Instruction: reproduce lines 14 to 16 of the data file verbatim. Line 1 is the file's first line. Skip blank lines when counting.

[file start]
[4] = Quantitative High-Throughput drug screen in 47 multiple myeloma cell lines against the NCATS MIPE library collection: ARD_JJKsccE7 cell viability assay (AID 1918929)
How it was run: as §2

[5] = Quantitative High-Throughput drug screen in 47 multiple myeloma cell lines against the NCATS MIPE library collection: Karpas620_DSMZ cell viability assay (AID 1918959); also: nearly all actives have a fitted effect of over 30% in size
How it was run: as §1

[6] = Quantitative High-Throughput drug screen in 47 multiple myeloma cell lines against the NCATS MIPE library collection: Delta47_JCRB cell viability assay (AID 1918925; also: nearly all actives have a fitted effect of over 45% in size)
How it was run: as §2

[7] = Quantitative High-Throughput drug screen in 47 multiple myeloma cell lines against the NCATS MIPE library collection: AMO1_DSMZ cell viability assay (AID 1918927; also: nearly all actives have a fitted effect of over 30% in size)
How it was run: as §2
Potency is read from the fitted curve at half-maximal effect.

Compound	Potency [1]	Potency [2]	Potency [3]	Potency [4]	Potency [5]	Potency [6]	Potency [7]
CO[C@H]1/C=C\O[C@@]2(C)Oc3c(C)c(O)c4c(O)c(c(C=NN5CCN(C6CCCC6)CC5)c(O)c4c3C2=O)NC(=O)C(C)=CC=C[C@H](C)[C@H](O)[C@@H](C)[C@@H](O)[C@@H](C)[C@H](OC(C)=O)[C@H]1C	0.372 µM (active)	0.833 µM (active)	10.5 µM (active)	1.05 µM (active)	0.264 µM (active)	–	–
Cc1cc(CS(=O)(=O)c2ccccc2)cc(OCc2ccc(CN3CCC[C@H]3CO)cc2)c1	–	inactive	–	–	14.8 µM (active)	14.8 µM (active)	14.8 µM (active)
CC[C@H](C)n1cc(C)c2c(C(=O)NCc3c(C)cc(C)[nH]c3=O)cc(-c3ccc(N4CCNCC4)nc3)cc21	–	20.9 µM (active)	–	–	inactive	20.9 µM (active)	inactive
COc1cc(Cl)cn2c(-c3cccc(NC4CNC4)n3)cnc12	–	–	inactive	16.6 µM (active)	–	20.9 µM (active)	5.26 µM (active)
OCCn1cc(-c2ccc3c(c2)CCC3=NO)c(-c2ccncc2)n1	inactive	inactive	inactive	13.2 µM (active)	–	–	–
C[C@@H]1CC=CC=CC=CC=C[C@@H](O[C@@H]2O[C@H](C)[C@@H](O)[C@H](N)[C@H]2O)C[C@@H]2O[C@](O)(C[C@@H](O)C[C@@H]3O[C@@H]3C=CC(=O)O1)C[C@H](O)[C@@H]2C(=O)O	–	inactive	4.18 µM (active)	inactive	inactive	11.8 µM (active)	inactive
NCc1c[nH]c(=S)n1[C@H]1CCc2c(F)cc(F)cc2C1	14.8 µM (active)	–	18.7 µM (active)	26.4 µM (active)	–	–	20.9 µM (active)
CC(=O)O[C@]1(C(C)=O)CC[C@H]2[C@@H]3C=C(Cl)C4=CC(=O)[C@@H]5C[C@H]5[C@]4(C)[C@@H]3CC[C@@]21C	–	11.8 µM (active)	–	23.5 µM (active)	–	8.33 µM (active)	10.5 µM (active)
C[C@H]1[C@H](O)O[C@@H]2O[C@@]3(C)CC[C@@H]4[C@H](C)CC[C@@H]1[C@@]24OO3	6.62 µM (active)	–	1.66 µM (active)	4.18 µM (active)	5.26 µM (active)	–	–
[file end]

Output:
COc1cc(Cl)cn2c(-c3cccc(NC4CNC4)n3)cnc12	–	–	inactive	16.6 µM (active)	–	20.9 µM (active)	5.26 µM (active)
OCCn1cc(-c2ccc3c(c2)CCC3=NO)c(-c2ccncc2)n1	inactive	inactive	inactive	13.2 µM (active)	–	–	–
C[C@@H]1CC=CC=CC=CC=C[C@@H](O[C@@H]2O[C@H](C)[C@@H](O)[C@H](N)[C@H]2O)C[C@@H]2O[C@](O)(C[C@@H](O)C[C@@H]3O[C@@H]3C=CC(=O)O1)C[C@H](O)[C@@H]2C(=O)O	–	inactive	4.18 µM (active)	inactive	inactive	11.8 µM (active)	inactive